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More Than a Snore? Recognize the Signs of Sleep Apnea


HealthDay News
Updated: Jun 12th 2021

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SATURDAY, June 12, 2021 (HealthDay News) -- Does your bed partner claim that you snore?

If so, don't just tune him or her out. It may mean you have obstructive sleep apnea (OSA).

Untreated sleep apnea -- which causes repeated breathing interruptions during sleep -- can lead to serious health problems, so the American Academy of Sleep Medicine (AASM) wants you to consider: Is it more than a snore?

"While not everyone who snores has sleep apnea, snoring is a warning sign that should be taken seriously," said AASM President Dr. Kannan Ramar. "If your bed partner snores, or if you've been told that you snore, then it is important to talk to a medical provider about screening or testing for sleep apnea."

Treating obstructive sleep apnea can improve overall health and quality of life, he added.

Nearly 70% of Americans who sleep with a partner say their bed mate snores, according to a 2021 AASM survey. The same survey found that 26% of Americans are unfamiliar with OSA, and 48% don't know its symptoms.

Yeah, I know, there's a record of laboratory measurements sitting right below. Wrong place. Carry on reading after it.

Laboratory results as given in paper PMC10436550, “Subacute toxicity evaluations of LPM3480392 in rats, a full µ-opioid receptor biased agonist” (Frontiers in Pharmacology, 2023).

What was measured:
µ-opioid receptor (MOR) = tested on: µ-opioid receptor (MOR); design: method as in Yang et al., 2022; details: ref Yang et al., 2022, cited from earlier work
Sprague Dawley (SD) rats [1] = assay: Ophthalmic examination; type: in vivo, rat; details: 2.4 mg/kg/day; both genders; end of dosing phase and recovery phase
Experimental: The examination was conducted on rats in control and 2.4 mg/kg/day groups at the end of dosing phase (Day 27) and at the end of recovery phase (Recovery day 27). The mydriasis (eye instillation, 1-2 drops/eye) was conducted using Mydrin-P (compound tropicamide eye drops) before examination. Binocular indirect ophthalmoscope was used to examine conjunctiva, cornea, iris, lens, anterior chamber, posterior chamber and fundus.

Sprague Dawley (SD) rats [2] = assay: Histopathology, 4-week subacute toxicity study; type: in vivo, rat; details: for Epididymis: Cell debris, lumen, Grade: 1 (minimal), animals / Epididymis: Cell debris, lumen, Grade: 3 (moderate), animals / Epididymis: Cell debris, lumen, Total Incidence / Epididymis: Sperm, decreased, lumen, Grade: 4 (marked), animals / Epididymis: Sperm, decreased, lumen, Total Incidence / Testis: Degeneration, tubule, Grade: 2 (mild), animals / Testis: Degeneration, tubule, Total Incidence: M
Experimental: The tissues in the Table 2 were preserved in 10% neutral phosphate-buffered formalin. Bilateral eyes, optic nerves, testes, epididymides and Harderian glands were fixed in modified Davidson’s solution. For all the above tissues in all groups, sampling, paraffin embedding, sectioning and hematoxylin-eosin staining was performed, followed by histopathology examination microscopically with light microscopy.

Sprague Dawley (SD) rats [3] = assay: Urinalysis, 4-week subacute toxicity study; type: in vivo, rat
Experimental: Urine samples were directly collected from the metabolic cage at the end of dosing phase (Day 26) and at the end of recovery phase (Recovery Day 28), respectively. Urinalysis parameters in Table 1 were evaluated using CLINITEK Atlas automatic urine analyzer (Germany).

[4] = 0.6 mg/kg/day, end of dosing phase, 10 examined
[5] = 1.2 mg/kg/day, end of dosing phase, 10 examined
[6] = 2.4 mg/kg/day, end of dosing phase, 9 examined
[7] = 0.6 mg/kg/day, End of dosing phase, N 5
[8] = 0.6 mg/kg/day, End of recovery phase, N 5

Nearly 30 million U.S. adults have OSA, but AASM estimates that 23.5 million of those cases are undiagnosed.

These are the five warning signs to be aware of: snoring, choking or gasping during sleep; fatigue or daytime sleepiness; obesity; and high blood pressure.

Other indications of apnea include: unrefreshing sleep, insomnia, morning headaches, waking during the night to go to the bathroom, difficulty concentrating, memory loss, decreased sexual desire, irritability, or difficulty staying awake while watching TV or driving.

"Delaying treatment for sleep apnea can lead to more serious health problems," Ramar said. "Fortunately, many of the damaging effects of sleep apnea can be stopped, and even reversed, through diagnosis and treatment by the sleep team at an accredited sleep center, where patients receive care in safe and comfortable accommodations."

The typical treatment for sleep apnea is continuous positive airway pressure (CPAP) therapy. CPAP keeps the airway open by providing a steady stream of air through a mask that's worn while sleeping.

Using CPAP can improve quality of sleep, boost daytime alertness, concentration and mood and even improve brain and heart health, according to AASM.

Other treatments include positional therapy, oral appliance therapy and surgery.

More information

The U.S. National Heart, Lung, and Blood Institute has more on sleep apnea.


SOURCE: American Academy of Sleep Medicine, news release, June 8, 2021